A constant, abundant reserve independent of seasonal rainfall. It is the clean water that comes out of treatment plants, an increasingly valuable resource for both civil use and especially agriculture. Milan launches the challenge to respond to the pressures of the climate crisis, increasingly frequent droughts and increasingly unpredictable weather: the Sanitation Safety Plan developed by CAP Group in collaboration with the Istituto Superiore di Sanità, the Politecnico di Milano and the University of South Carolina, is a world-leading system to guarantee top-quality water that is safe and ready for use in agriculture. The growing importance and increasingly central role of purified water was discussed during the conference 'Wastewater treatment has a new tomorrow', organised by CAP Group, the green utility that manages the integrated water service of the Metropolitan City of Milan, which involved discussions among Italian and international experts and professionals from the water sector, with contributions from ARERA, UNESCO, the European Commission's Research Centre, Legambiente, Coldiretti, Aqua Publica Europea (the European Association of Public Water Operators) and experts from the Netherlands, Berlin and Israel.
"Water is not an unlimited resource, and the Region of Lombardy is the leading agricultural region in Italy, and therefore in terms of water requirements,” said Massimo Sertori, Lombardy Regional Councillor for Local Authorities, Mountains, Energy Resources and Use of Water Resources. “The current irrigation system, consisting of large lakes and canals, certainly needs to be made more efficient, perhaps by adopting new technologies, but it [also] must be preserved, because it is currently the most effective system. In this sense, the use of wastewater can be an element to be considered, even if this alone will not satisfy the agricultural needs in Lombardy.”
The reuse of water is considered an effective way to help solve the problem of water scarcity and droughts in the EU, and its helps to reduce water stress on the ground by reducing the water withdrawn from aquifers and enabling their restoration. It is therefore an essential resource for tackling the current climate crisis. We need only think of what has happened in the last two years, in which we have witnessed exceptional periods of drought, major decreases in the levels of all water basins (especially in the North) with dramatic repercussions in the agricultural sector. In Italy, the issue was regulated by a 2003 law that was superseded in June of this year thanks to the transposition of European Regulation 741/2020/EU, which simplifies and promotes the possibility of reusing treated wastewater, and is based on a risk assessment and management approach, the same approach that underlies CAP Group's Sanitation Safety Plan. At the same time, the new rule broadens the range of stakeholders, from agriculture and irrigation management to the end user.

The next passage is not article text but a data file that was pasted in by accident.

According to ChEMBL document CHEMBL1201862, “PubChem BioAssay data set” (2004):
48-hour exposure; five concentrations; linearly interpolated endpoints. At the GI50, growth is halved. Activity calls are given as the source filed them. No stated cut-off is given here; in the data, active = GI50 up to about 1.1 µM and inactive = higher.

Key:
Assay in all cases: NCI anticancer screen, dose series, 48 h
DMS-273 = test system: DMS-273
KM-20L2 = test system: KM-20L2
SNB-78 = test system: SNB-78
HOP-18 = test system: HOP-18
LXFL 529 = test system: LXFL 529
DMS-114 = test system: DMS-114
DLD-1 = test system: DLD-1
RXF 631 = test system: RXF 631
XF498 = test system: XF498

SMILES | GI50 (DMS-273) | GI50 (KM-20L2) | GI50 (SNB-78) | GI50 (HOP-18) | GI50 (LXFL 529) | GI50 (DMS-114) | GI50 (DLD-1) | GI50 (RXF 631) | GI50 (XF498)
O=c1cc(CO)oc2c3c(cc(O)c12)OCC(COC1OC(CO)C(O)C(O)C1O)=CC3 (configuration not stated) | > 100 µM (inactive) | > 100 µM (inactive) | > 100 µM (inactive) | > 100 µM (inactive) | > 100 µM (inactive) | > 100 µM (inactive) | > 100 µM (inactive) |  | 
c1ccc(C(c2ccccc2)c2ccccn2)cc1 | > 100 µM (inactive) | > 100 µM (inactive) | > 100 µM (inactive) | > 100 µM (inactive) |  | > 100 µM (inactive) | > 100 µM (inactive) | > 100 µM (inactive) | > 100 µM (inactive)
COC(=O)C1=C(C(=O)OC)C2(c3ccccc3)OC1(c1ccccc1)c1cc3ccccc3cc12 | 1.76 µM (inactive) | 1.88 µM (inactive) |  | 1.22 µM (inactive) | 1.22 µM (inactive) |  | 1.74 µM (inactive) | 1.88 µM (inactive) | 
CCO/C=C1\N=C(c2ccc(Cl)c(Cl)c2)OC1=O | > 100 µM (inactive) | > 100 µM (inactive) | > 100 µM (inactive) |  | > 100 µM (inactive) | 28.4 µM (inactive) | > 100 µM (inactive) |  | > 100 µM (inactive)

"The use of treated wastewater is a key issue today, which must be reviewed and adapted also in the light of the new European legislation, only recently implemented in our country. Thanks to the Sanitation Safety Plan, CAP is already prepared to respond adequately to the new legal requirements,” said Alessandro Russo, CEO of CAP Group. “Since 2019, when we adopted our Sustainability Plan, we have set ourselves ambitious goals in this respect: to reuse at least 50% of the water we treat by 2033. Today we are already at 41%. We have calculated that with the plants managed by us alone, we would be able to satisfy 22% of the water needs of the Metropolitan City of Milan, equivalent to about 4% of the whole of Lombardy. The challenge now is to work in synergy with those who then have to transport and use this water: the agricultural sector. We are ready and convinced that this is the right road to take. The Sanitation Safety Plan is a model created in Italy, representing the very first risk plan to be trialled in the country, and one of the first in Europe. It is the result of collaboration with the Istituto Superiore di Sanità, the Politecnico di Milano and the University of South Carolina, which adopted 4.0 solutions for the continuous monitoring and constant control of the quality of the treated water. The results we have achieved have been more than positive, and today we are ready to replicate the model on an industrial scale.”
The Sanitation Safety Plan — the result of long experimentation carried out at the Peschiera Borromeo plant, one of the most modern and efficient in Italy — is a tool for managing the safety of treated wastewater, and offers all stakeholders, as far as the end consumer, a guarantee on the safety of products and services coming from the treatment system. Think of vegetables or crops irrigated with treated water for which maximum health safety must be ensured.
"The Integrated Water System has changed a great deal over the last few years, based on the legislation adopted in 2003, which has led to extraordinary results in terms of efficiency, as reflected in the work done by CAP Group," continued Councillor Sertori. “Today we must look to the future, in order to improve the service further, by increasing economies of scale, reducing tariffs and seeking, together with all the actors in the water sector, to ensure an administrative response that keeps pace with the challenges of climate change.”
During the conference, it was emphasised that Italy has implemented the European regulations governing the reuse of treated wastewater in a virtuous manner. In particular, ARERA, the Energy, Networks and Environment Regulatory Authority, aims to promote the use of treated water also through its regulations, acting simultaneously on both utilities, which will be encouraged to invest in improving treatment systems, and agricultural businesses, leveraging wastewater prices to make it increasingly advantageous to use.